“And the LORD said to Moses, “Why do you cry to Me? Tell the children of Israel to go forward.” Exodus 14:15
So, evidently there is a time when it is better as a Christian to get up and get busy serving the Lord than it is to sit down and pray. God said to Moses, “Why are you taking the time to cry out to me when there are human hands that are ready to accomplish the task that I’ve set before you. Don’t stand there talking to me, talk to the Children of Israel and tell them to go forward.”
As I read about the life of Moses, I find that he was often hesitant, reticent even, about moving forward and doing something. In fact, his meekness may have been a result of a rather lackadaisical personality. Why get up and do something when if you’d just sit down wait on the Lord He’ll step in and do it? He seems to have just naturally expected God to accomplish His purposes through some drastic, dramatic, divine sign – an earthquake, a bolt of lightning out of Heaven, a legion of angels or a burning bush. He may have even thought it unspiritual to try to accomplish the work of God with anything other than spiritual means. After all, shouldn’t God get all of the glory?
Yes, God should receive all of the glory, but if it were the will of God that every sick child is made well then there would be no need of a doctor. If it were God’s plan that they never get sick, then they wouldn’t need to be vaccinated. God can, and often does, get the glory through His creation using the gifts and abilities that He has given to them.
As you study the scripture will find that there was a short, straight path from Egypt to the Promised Land. So, why then did God take the Children of Israel by the longer way around? Because it was the longer way. You see, the longer way around would no doubt take a lot of extra time and see a great deal of extra trouble and as a result would require more love and faith. Those are the same answers the Lord gives today when someone asks why the road has to be so long, with so many turns and potholes. He seems to says to us, “The destination isn’t the end of the journey. The journey is the beginning of the destination. You’ll learn more about me by watching me work and walking the long path with me.”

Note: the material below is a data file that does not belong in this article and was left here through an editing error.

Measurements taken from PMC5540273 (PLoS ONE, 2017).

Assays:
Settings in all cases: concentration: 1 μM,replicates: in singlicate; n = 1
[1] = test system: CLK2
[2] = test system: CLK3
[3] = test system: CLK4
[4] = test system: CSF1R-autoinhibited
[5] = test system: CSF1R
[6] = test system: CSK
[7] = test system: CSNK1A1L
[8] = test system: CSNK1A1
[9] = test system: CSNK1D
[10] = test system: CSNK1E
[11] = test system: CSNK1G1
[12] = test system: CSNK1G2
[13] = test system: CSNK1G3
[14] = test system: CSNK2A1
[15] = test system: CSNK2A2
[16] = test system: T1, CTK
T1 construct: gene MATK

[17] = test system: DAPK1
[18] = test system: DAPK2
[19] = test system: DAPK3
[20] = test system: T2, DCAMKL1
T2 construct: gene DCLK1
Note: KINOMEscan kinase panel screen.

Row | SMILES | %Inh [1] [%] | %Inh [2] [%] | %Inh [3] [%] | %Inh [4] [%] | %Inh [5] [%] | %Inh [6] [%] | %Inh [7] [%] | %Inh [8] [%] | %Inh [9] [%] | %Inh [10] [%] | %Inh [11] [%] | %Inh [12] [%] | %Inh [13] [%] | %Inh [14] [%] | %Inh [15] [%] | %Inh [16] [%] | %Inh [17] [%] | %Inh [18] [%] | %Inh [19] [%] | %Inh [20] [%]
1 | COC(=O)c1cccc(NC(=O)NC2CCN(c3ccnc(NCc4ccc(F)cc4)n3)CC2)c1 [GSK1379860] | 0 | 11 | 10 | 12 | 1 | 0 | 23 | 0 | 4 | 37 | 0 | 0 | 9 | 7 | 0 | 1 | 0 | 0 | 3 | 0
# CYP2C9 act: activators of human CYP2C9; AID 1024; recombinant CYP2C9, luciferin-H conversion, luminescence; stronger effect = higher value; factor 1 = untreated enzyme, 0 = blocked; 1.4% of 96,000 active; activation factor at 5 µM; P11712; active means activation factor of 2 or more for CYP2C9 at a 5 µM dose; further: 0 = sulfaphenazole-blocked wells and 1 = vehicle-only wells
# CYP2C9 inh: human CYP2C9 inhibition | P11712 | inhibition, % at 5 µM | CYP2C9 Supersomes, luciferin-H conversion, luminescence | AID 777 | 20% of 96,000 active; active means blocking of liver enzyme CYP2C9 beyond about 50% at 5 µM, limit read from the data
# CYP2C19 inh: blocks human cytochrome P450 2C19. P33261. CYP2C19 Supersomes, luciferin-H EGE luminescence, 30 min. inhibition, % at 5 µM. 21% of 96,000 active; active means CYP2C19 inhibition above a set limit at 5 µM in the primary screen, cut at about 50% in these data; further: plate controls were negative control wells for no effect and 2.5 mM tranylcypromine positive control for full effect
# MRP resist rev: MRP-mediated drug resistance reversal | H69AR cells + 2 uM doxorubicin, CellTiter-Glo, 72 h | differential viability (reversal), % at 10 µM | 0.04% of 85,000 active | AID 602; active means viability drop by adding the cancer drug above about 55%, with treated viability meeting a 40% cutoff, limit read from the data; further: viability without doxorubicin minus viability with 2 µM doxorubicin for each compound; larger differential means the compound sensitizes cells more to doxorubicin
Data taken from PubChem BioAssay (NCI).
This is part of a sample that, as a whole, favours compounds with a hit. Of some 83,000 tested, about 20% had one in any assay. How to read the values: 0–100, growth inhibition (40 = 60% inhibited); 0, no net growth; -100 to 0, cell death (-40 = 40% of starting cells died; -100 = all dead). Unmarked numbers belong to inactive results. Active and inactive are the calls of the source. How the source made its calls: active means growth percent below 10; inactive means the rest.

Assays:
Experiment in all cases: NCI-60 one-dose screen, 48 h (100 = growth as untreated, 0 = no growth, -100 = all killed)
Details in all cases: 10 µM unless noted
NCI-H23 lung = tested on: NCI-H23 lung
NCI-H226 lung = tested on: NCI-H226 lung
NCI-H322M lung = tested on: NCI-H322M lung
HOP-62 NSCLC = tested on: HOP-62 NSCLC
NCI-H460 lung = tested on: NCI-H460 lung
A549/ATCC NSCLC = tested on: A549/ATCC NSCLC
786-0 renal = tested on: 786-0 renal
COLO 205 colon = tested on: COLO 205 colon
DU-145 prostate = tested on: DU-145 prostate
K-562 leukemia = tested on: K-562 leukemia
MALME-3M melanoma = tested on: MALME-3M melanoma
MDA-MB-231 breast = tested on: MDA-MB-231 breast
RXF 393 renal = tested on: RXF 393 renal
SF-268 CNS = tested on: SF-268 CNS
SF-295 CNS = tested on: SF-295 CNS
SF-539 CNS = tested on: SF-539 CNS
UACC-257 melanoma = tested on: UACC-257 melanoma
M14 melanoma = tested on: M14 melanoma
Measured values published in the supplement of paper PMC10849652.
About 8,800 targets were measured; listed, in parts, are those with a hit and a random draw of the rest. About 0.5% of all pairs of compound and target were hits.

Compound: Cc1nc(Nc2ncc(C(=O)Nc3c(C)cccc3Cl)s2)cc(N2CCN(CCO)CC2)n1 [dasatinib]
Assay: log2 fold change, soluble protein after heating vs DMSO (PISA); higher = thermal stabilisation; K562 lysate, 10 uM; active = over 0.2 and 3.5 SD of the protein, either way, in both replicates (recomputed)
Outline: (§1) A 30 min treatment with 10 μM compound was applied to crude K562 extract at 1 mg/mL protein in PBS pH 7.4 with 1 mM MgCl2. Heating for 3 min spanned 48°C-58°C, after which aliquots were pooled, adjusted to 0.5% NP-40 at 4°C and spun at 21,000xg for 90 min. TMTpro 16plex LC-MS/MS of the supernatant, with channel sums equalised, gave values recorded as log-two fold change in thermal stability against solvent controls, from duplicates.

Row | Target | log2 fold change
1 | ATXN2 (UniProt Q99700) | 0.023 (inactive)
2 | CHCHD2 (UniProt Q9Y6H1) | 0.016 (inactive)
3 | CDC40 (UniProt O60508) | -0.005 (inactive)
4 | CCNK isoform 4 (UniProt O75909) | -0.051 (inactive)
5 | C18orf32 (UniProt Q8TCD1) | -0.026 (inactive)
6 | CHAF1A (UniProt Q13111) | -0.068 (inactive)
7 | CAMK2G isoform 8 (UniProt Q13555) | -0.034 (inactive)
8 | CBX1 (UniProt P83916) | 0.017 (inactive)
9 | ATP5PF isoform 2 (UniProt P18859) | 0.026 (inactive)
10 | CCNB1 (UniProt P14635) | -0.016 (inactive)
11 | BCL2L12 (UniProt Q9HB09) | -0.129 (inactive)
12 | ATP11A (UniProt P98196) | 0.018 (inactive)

I’m so thankful that in my walk with Jesus He has seen fit to take me by the long path. If I were to reach my destination in an hour – which would certainly be possible given His unlimited power and universal presence -, I would not be equipped, trained, or prepared for what I would receive.
I’m thankful that as I walk with the Lord on this journey, He has veiled His face from me. If His power were to have been completely active and on permanent display, then I might not have felt the need to do anything for Him. I might not have gone to the hospital, stopped by the home of the bereaved, or paused to counsel with the troubled and I would be that much the poorer. I would have no room for concern, no place for pity, no need for love. I wouldn’t have received Martha’s blessing – or even Mary’s – because I wouldn’t be working or waiting. That’s why I’m grateful that on my journey with Jesus He has allowed me to have time both to work and to wait – to expend human power and experience human patience. He has allowed there to be silence in heaven so that my weak voice may be heard on earth.
There is a veil over the glory of our great God – and that is a good thing. If it were not there, then His light would overpower my finite faith and His will my human effort. His power would coerce my love, and coerced love isn’t actually love at all. That’s why I praise Him that He has taken His children Israel into His Promised Land by the long path.